Monday, November 9, 2009

Movie Review: "Precious"

Disclaimer: I am not a movie reviewer!! I have never attempted to do this before and I hope what I'm saying makes sense. I won't divulge any secrets or spoilers in this post (but plan to talk about more specifics in the next one!) and won't ruin any endings. But I do want to talk about watching this movie through my eyes. And I'm going to attempt to put into words, the things that I took from the movie, and things that I hope someone else would take from it.


"Precious" is not the feel good movie of the year.

After the movie, I felt like I had just had a really bad day at work. The kind of day that makes me painfully aware how real "secondary trauma" can be. It was a combination of sad, angry, and numb shell shock. Like you can't believe what you just saw happened - except that you can't deny that you experienced it.

But I would recommend the movie to absolutely anyone.

"Precious" confronts nearly every stereotype and "ism" out there - and then some. Racism, sexism, weightism, light skinned black vs. dark skinned black, teenage mothers, illiteracy, welfare, physical abuse, sexual abuse, and poverty.

Its title character, Clareece 'Precious' Jones is obese, dark skinned, and illiterate. She is 16, still in junior high, and can barely read at a second grade level. She is abused by literally every person in her life.

Her mother is shocking in her violence and rage - physically striking out at her daughter with no provocation and with horrific verbal assaults that will leave you shaking.

She is pregnant with her second child, both the result of molestation by her own father - under the jealous gaze of her mother.

At school, she is largely ignored or overlooked - except for when she is tormented because of her weight.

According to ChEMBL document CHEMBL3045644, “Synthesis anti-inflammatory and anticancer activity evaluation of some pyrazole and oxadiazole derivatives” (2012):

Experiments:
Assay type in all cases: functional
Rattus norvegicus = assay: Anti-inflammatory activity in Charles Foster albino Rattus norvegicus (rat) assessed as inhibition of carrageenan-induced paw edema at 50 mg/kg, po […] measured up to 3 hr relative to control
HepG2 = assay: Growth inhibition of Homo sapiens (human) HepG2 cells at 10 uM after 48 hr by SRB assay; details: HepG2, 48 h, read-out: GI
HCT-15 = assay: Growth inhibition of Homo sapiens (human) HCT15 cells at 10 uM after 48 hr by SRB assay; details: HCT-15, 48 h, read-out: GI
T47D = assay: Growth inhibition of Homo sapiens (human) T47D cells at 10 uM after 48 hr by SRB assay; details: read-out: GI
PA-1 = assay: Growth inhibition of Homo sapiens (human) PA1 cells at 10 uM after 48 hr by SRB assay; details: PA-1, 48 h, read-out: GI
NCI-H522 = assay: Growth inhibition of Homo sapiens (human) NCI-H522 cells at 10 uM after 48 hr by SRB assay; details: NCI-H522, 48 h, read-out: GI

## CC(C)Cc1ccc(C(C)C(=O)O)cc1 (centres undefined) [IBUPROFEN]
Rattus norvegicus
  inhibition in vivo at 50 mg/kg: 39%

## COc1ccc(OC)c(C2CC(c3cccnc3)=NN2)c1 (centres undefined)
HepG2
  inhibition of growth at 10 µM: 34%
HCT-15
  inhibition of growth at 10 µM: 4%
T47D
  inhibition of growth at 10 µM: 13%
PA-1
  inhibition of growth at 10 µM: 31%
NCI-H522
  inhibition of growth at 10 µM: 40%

On the streets and in her neighborhood she is ridiculed and assaulted - reduced to less than a human being.

Precious is sometimes able to cope with this life by escaping into a fantasy world where she is famous, adored, and beautiful. But sometimes these fantasies are shockingly interrupted with flashbacks to abuse and terror - which makes them even more disturbing. It would be enough to break even the strongest of souls and these scenes are not for the faint of heart.

After her second pregnancy is confirmed, a decision is made by her principal and Precious is sent to an alternative school program called "Each One, Teach One" in order to help her successfully obtain her GED. The program is lead by a tenacious teacher and includes a handful of other misfit girls. Around that same time, Precious is coerced into counseling with a social worker at the welfare office who begins to uncover the many secrets in Precious' world.


Here is the first thing I want you to know about this movie - this is Precious' story and no body else. If someone tries to tell you that this is a story about a teacher or a social worker who helps a young girl realize her full potential, they are wrong. Not only are they wrong, they have done "Precious" (the movie and the character) a great disservice and fallen into a trap that too many people stumble into in the real world.

While those characters exist in this movie and play their part - they are not the focus. They are not the reason that Precious is able to overcome any of her circumstances. In fact, sometimes they unwittingly become one more barrier in Precious' path. They have good intentions, and certainly are ultimately a positive influence along Precious' path - but they also make the mistakes of those of who have never had to walk in Precious' shoes. For example, at one point the teacher tries to reassure Precious that her life is worthwhile - that she is loved. Precious responds,

"Don't lie to me!
Love ain't never done NOTHING for me!
Love BEAT me!
Love RAPED me!
Love made me feel WORTHLESS!
Love made me SICK!"

They are unconsciously judgemental and they make mistakes that are all too common by "helping professionals". They want what THEY think is best for Precious - they want her to have an education, to go to college, to break free of the generational cycles of abuse, poverty, and hopelessness. But those things are not always what Precious wants - or how she wants to go about getting it. This was a stark reminder to me - and a lesson I hope others can attempt to understand.